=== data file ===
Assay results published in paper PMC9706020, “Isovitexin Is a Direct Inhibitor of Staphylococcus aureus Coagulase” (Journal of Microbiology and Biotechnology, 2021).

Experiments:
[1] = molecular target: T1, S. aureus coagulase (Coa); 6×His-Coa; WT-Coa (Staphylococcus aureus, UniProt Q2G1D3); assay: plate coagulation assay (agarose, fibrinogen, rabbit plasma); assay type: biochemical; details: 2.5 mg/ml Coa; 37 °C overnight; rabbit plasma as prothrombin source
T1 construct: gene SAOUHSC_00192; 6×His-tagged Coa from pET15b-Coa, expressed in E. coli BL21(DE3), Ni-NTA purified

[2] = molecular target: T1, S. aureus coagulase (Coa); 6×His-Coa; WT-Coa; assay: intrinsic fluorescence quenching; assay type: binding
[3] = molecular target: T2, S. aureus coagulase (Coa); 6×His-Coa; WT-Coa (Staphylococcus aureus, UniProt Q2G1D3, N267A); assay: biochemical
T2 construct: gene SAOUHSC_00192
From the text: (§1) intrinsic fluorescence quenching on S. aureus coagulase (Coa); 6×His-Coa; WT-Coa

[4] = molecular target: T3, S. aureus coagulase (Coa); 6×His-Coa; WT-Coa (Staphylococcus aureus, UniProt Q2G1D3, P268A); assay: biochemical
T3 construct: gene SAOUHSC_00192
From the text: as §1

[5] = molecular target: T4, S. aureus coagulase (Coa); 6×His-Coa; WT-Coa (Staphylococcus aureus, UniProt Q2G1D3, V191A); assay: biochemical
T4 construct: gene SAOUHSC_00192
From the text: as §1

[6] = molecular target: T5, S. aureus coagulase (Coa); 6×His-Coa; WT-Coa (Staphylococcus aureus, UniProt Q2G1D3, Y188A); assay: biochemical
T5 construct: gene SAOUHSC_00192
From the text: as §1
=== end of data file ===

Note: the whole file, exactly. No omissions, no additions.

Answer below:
Assay results published in paper PMC9706020, “Isovitexin Is a Direct Inhibitor of Staphylococcus aureus Coagulase” (Journal of Microbiology and Biotechnology, 2021).

Experiments:
[1] = molecular target: T1, S. aureus coagulase (Coa); 6×His-Coa; WT-Coa (Staphylococcus aureus, UniProt Q2G1D3); assay: plate coagulation assay (agarose, fibrinogen, rabbit plasma); assay type: biochemical; details: 2.5 mg/ml Coa; 37 °C overnight; rabbit plasma as prothrombin source
T1 construct: gene SAOUHSC_00192; 6×His-tagged Coa from pET15b-Coa, expressed in E. coli BL21(DE3), Ni-NTA purified

[2] = molecular target: T1, S. aureus coagulase (Coa); 6×His-Coa; WT-Coa; assay: intrinsic fluorescence quenching; assay type: binding
[3] = molecular target: T2, S. aureus coagulase (Coa); 6×His-Coa; WT-Coa (Staphylococcus aureus, UniProt Q2G1D3, N267A); assay: biochemical
T2 construct: gene SAOUHSC_00192
From the text: (§1) intrinsic fluorescence quenching on S. aureus coagulase (Coa); 6×His-Coa; WT-Coa

[4] = molecular target: T3, S. aureus coagulase (Coa); 6×His-Coa; WT-Coa (Staphylococcus aureus, UniProt Q2G1D3, P268A); assay: biochemical
T3 construct: gene SAOUHSC_00192
From the text: as §1

[5] = molecular target: T4, S. aureus coagulase (Coa); 6×His-Coa; WT-Coa (Staphylococcus aureus, UniProt Q2G1D3, V191A); assay: biochemical
T4 construct: gene SAOUHSC_00192
From the text: as §1

[6] = molecular target: T5, S. aureus coagulase (Coa); 6×His-Coa; WT-Coa (Staphylococcus aureus, UniProt Q2G1D3, Y188A); assay: biochemical
T5 construct: gene SAOUHSC_00192
From the text: as §1